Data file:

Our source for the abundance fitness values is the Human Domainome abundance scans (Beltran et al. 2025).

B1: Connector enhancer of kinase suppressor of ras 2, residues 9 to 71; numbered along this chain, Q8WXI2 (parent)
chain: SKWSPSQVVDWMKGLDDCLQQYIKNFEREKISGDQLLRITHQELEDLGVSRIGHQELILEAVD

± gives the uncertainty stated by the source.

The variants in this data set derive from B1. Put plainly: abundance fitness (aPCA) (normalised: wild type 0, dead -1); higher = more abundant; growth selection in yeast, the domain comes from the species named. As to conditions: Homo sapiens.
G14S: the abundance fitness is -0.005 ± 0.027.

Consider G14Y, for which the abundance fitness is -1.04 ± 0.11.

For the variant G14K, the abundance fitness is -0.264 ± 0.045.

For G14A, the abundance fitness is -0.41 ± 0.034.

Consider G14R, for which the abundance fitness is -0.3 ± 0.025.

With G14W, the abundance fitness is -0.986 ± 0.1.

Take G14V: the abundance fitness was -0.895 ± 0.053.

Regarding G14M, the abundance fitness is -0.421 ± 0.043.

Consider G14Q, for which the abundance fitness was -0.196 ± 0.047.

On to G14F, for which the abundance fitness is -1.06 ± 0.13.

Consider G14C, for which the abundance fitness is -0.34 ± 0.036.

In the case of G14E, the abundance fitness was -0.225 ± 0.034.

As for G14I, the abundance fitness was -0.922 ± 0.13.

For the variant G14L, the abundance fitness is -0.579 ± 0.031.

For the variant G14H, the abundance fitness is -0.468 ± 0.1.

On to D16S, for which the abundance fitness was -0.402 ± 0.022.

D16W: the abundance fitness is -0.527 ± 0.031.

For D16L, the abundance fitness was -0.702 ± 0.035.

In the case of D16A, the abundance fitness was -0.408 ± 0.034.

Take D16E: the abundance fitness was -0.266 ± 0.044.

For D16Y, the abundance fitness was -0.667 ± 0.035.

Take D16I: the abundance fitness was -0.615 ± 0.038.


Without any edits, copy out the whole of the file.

Our source for the abundance fitness values is the Human Domainome abundance scans (Beltran et al. 2025).

B1: Connector enhancer of kinase suppressor of ras 2, residues 9 to 71; numbered along this chain, Q8WXI2 (parent)
chain: SKWSPSQVVDWMKGLDDCLQQYIKNFEREKISGDQLLRITHQELEDLGVSRIGHQELILEAVD

± gives the uncertainty stated by the source.

The variants in this data set derive from B1. Put plainly: abundance fitness (aPCA) (normalised: wild type 0, dead -1); higher = more abundant; growth selection in yeast, the domain comes from the species named. As to conditions: Homo sapiens.
G14S: the abundance fitness is -0.005 ± 0.027.

Consider G14Y, for which the abundance fitness is -1.04 ± 0.11.

For the variant G14K, the abundance fitness is -0.264 ± 0.045.

For G14A, the abundance fitness is -0.41 ± 0.034.

Consider G14R, for which the abundance fitness is -0.3 ± 0.025.

With G14W, the abundance fitness is -0.986 ± 0.1.

Take G14V: the abundance fitness was -0.895 ± 0.053.

Regarding G14M, the abundance fitness is -0.421 ± 0.043.

Consider G14Q, for which the abundance fitness was -0.196 ± 0.047.

On to G14F, for which the abundance fitness is -1.06 ± 0.13.

Consider G14C, for which the abundance fitness is -0.34 ± 0.036.

In the case of G14E, the abundance fitness was -0.225 ± 0.034.

As for G14I, the abundance fitness was -0.922 ± 0.13.

For the variant G14L, the abundance fitness is -0.579 ± 0.031.

For the variant G14H, the abundance fitness is -0.468 ± 0.1.

On to D16S, for which the abundance fitness was -0.402 ± 0.022.

D16W: the abundance fitness is -0.527 ± 0.031.

For D16L, the abundance fitness was -0.702 ± 0.035.

In the case of D16A, the abundance fitness was -0.408 ± 0.034.

Take D16E: the abundance fitness was -0.266 ± 0.044.

For D16Y, the abundance fitness was -0.667 ± 0.035.

Take D16I: the abundance fitness was -0.615 ± 0.038.